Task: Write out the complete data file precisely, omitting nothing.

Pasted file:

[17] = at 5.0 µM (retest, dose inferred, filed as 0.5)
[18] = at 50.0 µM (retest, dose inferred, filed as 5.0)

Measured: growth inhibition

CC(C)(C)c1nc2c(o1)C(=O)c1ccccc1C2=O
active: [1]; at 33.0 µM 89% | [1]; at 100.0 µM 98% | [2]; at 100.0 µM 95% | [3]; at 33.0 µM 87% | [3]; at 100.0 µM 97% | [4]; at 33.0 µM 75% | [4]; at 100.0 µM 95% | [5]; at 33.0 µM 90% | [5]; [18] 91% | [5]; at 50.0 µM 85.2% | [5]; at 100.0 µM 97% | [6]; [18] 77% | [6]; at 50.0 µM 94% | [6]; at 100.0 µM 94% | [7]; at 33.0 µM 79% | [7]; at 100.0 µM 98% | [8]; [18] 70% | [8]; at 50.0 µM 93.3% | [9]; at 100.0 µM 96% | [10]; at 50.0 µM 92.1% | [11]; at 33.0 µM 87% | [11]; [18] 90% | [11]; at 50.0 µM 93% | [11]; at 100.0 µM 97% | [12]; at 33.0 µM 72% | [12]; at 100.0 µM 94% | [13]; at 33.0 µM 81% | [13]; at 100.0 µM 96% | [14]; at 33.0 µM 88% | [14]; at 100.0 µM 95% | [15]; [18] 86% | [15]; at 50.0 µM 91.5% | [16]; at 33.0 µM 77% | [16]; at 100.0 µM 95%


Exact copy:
[17] = at 5.0 µM (retest, dose inferred, filed as 0.5)
[18] = at 50.0 µM (retest, dose inferred, filed as 5.0)

Measured: growth inhibition

CC(C)(C)c1nc2c(o1)C(=O)c1ccccc1C2=O
active: [1]; at 33.0 µM 89% | [1]; at 100.0 µM 98% | [2]; at 100.0 µM 95% | [3]; at 33.0 µM 87% | [3]; at 100.0 µM 97% | [4]; at 33.0 µM 75% | [4]; at 100.0 µM 95% | [5]; at 33.0 µM 90% | [5]; [18] 91% | [5]; at 50.0 µM 85.2% | [5]; at 100.0 µM 97% | [6]; [18] 77% | [6]; at 50.0 µM 94% | [6]; at 100.0 µM 94% | [7]; at 33.0 µM 79% | [7]; at 100.0 µM 98% | [8]; [18] 70% | [8]; at 50.0 µM 93.3% | [9]; at 100.0 µM 96% | [10]; at 50.0 µM 92.1% | [11]; at 33.0 µM 87% | [11]; [18] 90% | [11]; at 50.0 µM 93% | [11]; at 100.0 µM 97% | [12]; at 33.0 µM 72% | [12]; at 100.0 µM 94% | [13]; at 33.0 µM 81% | [13]; at 100.0 µM 96% | [14]; at 33.0 µM 88% | [14]; at 100.0 µM 95% | [15]; [18] 86% | [15]; at 50.0 µM 91.5% | [16]; at 33.0 µM 77% | [16]; at 100.0 µM 95%